General relativity is one of the pillars of modern physics. It governs the large-scale phenomena of the cosmos — from planetary orbits in the solar system to stars and galaxies — as well as the evolution of the universe as a whole.

Yet another pillar, quantum theory (which governs the properties of matter on microscopic scales), is at least as fundamental. Developed in the early 20th century, it forms the basis of elementary particle physics, governs the behavior of atoms, and lays the foundation of solid state physics. Wherever we go, we meet its applications — from laser pointers and CD players to the transistors in electronic devices.

Physicists have managed to formulate quantum theories describing electromagnetism and the elementary forces responsible for radioactive decay and the stability of atomic nuclei – theories that have been successfully tested at particle accelerators, and which include special relativity as an integral part.

However, a quantum theory of gravity is still missing — though not for want of trying. There are a number of promising candidate theories that hint at how quantum gravity might look, but so far, none of them solves the problem completely.

### Relativity and the Quantum / Elementary Tour part 1: Relativity in the micro-world

Quantum theory and relativity theory are two products of the early 20th century, developed in parallel. Not surprisingly, physicists early on began thinking about the possibility of combining the two. Could one, for instance, formulate a relativistic theory of quantum particles? For special relativity, such thoughts were the beginning of a success story that continues […]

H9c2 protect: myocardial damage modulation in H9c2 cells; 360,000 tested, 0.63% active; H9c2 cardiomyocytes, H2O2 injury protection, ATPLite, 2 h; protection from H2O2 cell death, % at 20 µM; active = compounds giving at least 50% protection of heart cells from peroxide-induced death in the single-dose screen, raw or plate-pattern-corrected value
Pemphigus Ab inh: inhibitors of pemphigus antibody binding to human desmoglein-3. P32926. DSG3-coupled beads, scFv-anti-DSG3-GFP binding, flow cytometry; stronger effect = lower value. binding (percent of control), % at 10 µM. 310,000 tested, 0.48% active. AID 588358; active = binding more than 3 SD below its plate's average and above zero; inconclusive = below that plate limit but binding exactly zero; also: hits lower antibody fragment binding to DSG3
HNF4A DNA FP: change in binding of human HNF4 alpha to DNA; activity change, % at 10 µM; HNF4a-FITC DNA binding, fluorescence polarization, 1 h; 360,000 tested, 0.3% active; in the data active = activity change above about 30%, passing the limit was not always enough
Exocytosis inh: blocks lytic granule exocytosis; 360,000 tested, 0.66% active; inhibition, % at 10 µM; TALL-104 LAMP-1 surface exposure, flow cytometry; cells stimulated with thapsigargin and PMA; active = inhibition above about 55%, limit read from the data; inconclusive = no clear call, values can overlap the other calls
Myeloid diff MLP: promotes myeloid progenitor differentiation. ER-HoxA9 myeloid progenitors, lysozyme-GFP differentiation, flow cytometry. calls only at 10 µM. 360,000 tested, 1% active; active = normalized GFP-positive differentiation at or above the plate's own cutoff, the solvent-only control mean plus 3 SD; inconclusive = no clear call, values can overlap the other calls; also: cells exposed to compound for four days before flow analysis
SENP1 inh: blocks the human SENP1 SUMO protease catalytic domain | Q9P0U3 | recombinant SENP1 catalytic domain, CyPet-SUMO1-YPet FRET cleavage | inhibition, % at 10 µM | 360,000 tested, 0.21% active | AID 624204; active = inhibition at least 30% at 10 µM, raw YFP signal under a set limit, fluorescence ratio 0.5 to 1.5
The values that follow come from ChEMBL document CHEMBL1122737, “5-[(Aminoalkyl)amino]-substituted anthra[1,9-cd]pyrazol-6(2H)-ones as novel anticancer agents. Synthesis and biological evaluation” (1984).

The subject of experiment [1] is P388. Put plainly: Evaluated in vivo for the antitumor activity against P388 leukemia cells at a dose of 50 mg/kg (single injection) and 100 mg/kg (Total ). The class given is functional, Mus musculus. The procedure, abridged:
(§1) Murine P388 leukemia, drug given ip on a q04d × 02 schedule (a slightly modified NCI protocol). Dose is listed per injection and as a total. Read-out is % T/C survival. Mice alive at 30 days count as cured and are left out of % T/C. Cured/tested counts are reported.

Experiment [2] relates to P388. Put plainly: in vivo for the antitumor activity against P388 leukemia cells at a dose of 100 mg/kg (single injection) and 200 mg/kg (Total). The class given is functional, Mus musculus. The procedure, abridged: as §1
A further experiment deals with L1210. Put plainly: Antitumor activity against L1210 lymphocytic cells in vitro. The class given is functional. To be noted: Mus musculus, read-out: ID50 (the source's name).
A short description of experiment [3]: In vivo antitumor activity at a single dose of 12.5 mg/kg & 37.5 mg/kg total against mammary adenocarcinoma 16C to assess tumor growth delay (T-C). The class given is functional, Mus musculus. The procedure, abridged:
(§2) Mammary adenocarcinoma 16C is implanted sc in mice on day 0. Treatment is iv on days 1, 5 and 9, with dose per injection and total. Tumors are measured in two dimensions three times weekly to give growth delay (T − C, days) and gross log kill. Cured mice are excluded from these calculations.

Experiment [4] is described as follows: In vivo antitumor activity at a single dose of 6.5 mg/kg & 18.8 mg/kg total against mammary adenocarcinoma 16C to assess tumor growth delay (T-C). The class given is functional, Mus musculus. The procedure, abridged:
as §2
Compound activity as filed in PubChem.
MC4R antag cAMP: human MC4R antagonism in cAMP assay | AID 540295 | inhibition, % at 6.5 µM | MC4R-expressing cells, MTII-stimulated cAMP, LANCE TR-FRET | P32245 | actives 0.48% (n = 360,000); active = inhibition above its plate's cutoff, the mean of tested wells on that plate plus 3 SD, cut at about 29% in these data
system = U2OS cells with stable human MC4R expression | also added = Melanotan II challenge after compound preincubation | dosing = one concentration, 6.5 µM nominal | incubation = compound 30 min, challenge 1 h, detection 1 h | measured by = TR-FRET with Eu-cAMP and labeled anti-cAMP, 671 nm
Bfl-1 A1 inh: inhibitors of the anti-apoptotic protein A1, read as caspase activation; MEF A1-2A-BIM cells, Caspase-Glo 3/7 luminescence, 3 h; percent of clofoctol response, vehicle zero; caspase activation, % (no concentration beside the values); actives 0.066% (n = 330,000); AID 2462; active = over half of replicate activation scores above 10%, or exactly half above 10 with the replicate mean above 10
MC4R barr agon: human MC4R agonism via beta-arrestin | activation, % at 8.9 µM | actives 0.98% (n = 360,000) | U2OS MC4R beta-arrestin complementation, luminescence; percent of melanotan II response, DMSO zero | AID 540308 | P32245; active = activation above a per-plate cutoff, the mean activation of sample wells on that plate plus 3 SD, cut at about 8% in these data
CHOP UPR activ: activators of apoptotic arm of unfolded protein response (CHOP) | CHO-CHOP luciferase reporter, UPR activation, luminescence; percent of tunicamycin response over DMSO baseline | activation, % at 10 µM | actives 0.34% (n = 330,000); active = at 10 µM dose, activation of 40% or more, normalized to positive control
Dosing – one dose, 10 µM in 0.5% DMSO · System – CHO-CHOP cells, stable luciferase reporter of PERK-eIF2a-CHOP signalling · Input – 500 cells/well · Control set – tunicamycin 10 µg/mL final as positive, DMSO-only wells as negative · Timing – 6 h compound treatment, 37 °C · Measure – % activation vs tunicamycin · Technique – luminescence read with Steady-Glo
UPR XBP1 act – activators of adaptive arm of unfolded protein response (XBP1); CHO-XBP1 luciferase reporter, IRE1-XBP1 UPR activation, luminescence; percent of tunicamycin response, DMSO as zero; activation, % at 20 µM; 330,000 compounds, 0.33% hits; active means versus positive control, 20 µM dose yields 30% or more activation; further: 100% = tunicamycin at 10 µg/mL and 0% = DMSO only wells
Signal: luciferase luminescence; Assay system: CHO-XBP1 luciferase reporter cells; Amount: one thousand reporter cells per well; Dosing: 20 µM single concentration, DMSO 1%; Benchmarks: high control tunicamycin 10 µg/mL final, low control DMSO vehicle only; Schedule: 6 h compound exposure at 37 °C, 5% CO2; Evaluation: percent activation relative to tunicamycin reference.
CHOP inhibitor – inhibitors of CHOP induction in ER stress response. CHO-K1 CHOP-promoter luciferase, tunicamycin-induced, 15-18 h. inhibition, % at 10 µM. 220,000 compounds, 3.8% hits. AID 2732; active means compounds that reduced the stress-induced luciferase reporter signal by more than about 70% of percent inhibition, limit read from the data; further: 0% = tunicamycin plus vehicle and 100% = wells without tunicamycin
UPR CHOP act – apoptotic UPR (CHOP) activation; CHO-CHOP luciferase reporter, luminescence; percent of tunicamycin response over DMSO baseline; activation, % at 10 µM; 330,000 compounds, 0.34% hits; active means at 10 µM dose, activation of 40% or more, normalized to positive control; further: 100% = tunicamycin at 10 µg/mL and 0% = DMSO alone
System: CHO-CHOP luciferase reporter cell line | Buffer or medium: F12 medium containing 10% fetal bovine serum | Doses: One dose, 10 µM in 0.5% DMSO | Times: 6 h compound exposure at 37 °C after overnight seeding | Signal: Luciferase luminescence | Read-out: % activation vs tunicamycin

### Relativity and the Quantum / Elementary Tour part 2: Evaporating black holes?

Can the concepts of relativistic quantum field theory be carried over to curved space-times, which include gravitational sources and are described by general relativity? The answer is a cautious “yes”. The most notable step in this direction was taken by the British physicist Stephen Hawking in the 1970s. Hawking examined a model of quantum particles […]

### Relativity and the Quantum / Elementary Tour part 3: The need for quantum gravity

So far in the pages of Elementary Einstein, we have encountered two examples in which the limits of general relativity were reached. Both cases involved space-time-singularities. The first example lurked in the interior of a black hole. As briefly described in the section on black holes, inside every black hole is a space-time boundary where […]

### Relativity and the Quantum / Elementary Tour part 4: Loop quantum gravity

From the point of view of Einstein´s theory, it comes as no surprise that all attempts to treat gravity simply like one more quantum force (on par with electromagnetism and the nuclear forces) have failed. According to Einstein, gravity is not a force – it is a property of space-time itself. is an attempt to […]

### Relativity and the Quantum / Elementary Tour part 5: Superstrings and universal harmony

If you go by the number of researchers involved in it, string theory is the most actively studied candidate for a theory of quantum gravity. String theory is descended from the ordinary models of particle physics, but with a crucial difference: Its basic constituents are not point-like particles, but one-dimensional objects – strings. Strings can […]

### Relativity and the Quantum / Elementary Tour: Conclusion

The combination of relativity and quantum theory has led to some of the greatest triumphs of theoretical physics, but also to its most persistent unsolved questions. The marriage of special relativity and quantum concepts leads to so-called relativistic quantum field theories – the basis of modern particle physics – and to a variety of predictions […]